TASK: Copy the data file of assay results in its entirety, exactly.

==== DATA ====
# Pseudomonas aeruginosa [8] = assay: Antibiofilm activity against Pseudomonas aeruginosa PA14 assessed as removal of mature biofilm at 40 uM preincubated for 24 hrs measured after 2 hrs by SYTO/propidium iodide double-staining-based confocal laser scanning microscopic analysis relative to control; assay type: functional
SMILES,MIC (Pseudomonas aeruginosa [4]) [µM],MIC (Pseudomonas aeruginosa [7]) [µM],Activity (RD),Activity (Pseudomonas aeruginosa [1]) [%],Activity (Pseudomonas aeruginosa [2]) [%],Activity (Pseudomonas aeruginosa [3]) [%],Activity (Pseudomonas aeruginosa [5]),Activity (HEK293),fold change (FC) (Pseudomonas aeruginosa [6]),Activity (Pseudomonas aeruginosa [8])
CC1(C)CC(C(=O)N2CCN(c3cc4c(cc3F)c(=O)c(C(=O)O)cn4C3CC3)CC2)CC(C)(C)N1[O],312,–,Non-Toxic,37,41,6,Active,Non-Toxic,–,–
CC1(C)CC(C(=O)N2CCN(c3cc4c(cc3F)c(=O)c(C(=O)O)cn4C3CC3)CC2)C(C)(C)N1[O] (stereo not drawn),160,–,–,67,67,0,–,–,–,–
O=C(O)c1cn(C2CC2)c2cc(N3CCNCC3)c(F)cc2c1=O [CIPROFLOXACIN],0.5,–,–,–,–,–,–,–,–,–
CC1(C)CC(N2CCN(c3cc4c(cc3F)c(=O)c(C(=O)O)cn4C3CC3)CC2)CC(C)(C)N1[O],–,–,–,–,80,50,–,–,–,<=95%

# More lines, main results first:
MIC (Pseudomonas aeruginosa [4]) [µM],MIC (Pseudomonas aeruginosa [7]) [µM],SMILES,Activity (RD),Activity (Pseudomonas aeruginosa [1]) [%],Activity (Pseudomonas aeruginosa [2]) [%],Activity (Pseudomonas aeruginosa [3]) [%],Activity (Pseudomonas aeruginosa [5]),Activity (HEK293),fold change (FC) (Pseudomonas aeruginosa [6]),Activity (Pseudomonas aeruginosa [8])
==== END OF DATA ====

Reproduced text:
# Pseudomonas aeruginosa [8] = assay: Antibiofilm activity against Pseudomonas aeruginosa PA14 assessed as removal of mature biofilm at 40 uM preincubated for 24 hrs measured after 2 hrs by SYTO/propidium iodide double-staining-based confocal laser scanning microscopic analysis relative to control; assay type: functional
SMILES,MIC (Pseudomonas aeruginosa [4]) [µM],MIC (Pseudomonas aeruginosa [7]) [µM],Activity (RD),Activity (Pseudomonas aeruginosa [1]) [%],Activity (Pseudomonas aeruginosa [2]) [%],Activity (Pseudomonas aeruginosa [3]) [%],Activity (Pseudomonas aeruginosa [5]),Activity (HEK293),fold change (FC) (Pseudomonas aeruginosa [6]),Activity (Pseudomonas aeruginosa [8])
CC1(C)CC(C(=O)N2CCN(c3cc4c(cc3F)c(=O)c(C(=O)O)cn4C3CC3)CC2)CC(C)(C)N1[O],312,–,Non-Toxic,37,41,6,Active,Non-Toxic,–,–
CC1(C)CC(C(=O)N2CCN(c3cc4c(cc3F)c(=O)c(C(=O)O)cn4C3CC3)CC2)C(C)(C)N1[O] (stereo not drawn),160,–,–,67,67,0,–,–,–,–
O=C(O)c1cn(C2CC2)c2cc(N3CCNCC3)c(F)cc2c1=O [CIPROFLOXACIN],0.5,–,–,–,–,–,–,–,–,–
CC1(C)CC(N2CCN(c3cc4c(cc3F)c(=O)c(C(=O)O)cn4C3CC3)CC2)CC(C)(C)N1[O],–,–,–,–,80,50,–,–,–,<=95%

# More lines, main results first:
MIC (Pseudomonas aeruginosa [4]) [µM],MIC (Pseudomonas aeruginosa [7]) [µM],SMILES,Activity (RD),Activity (Pseudomonas aeruginosa [1]) [%],Activity (Pseudomonas aeruginosa [2]) [%],Activity (Pseudomonas aeruginosa [3]) [%],Activity (Pseudomonas aeruginosa [5]),Activity (HEK293),fold change (FC) (Pseudomonas aeruginosa [6]),Activity (Pseudomonas aeruginosa [8])